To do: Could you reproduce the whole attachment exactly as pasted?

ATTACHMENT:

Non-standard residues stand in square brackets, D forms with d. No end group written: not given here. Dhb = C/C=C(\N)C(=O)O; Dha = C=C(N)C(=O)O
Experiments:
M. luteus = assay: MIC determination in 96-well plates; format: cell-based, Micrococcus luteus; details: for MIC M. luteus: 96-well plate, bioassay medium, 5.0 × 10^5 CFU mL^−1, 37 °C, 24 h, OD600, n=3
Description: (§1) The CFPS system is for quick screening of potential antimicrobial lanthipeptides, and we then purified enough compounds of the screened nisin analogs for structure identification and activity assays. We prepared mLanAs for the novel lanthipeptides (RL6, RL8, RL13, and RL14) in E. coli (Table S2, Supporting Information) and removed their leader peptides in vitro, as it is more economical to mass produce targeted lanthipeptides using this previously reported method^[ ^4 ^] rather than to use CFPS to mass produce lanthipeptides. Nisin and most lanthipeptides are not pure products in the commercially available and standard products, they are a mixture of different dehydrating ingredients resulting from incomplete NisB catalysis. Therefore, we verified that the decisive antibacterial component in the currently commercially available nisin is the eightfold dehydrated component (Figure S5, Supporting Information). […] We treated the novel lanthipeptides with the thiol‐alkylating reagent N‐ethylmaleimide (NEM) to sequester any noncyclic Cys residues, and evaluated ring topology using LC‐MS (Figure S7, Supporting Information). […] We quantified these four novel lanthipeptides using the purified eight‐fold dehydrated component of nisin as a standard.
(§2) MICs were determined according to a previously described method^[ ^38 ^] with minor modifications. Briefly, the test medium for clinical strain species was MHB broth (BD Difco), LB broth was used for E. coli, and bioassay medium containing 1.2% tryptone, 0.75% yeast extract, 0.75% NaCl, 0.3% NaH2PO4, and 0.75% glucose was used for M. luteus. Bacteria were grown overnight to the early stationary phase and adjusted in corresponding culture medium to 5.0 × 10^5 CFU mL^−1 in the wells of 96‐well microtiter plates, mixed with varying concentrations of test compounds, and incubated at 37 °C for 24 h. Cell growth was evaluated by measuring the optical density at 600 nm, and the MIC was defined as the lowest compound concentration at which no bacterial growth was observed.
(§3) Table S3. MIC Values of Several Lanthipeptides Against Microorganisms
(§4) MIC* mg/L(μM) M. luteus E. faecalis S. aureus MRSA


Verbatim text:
Non-standard residues stand in square brackets, D forms with d. No end group written: not given here. Dhb = C/C=C(\N)C(=O)O; Dha = C=C(N)C(=O)O
Experiments:
M. luteus = assay: MIC determination in 96-well plates; format: cell-based, Micrococcus luteus; details: for MIC M. luteus: 96-well plate, bioassay medium, 5.0 × 10^5 CFU mL^−1, 37 °C, 24 h, OD600, n=3
Description: (§1) The CFPS system is for quick screening of potential antimicrobial lanthipeptides, and we then purified enough compounds of the screened nisin analogs for structure identification and activity assays. We prepared mLanAs for the novel lanthipeptides (RL6, RL8, RL13, and RL14) in E. coli (Table S2, Supporting Information) and removed their leader peptides in vitro, as it is more economical to mass produce targeted lanthipeptides using this previously reported method^[ ^4 ^] rather than to use CFPS to mass produce lanthipeptides. Nisin and most lanthipeptides are not pure products in the commercially available and standard products, they are a mixture of different dehydrating ingredients resulting from incomplete NisB catalysis. Therefore, we verified that the decisive antibacterial component in the currently commercially available nisin is the eightfold dehydrated component (Figure S5, Supporting Information). […] We treated the novel lanthipeptides with the thiol‐alkylating reagent N‐ethylmaleimide (NEM) to sequester any noncyclic Cys residues, and evaluated ring topology using LC‐MS (Figure S7, Supporting Information). […] We quantified these four novel lanthipeptides using the purified eight‐fold dehydrated component of nisin as a standard.
(§2) MICs were determined according to a previously described method^[ ^38 ^] with minor modifications. Briefly, the test medium for clinical strain species was MHB broth (BD Difco), LB broth was used for E. coli, and bioassay medium containing 1.2% tryptone, 0.75% yeast extract, 0.75% NaCl, 0.3% NaH2PO4, and 0.75% glucose was used for M. luteus. Bacteria were grown overnight to the early stationary phase and adjusted in corresponding culture medium to 5.0 × 10^5 CFU mL^−1 in the wells of 96‐well microtiter plates, mixed with varying concentrations of test compounds, and incubated at 37 °C for 24 h. Cell growth was evaluated by measuring the optical density at 600 nm, and the MIC was defined as the lowest compound concentration at which no bacterial growth was observed.
(§3) Table S3. MIC Values of Several Lanthipeptides Against Microorganisms
(§4) MIC* mg/L(μM) M. luteus E. faecalis S. aureus MRSA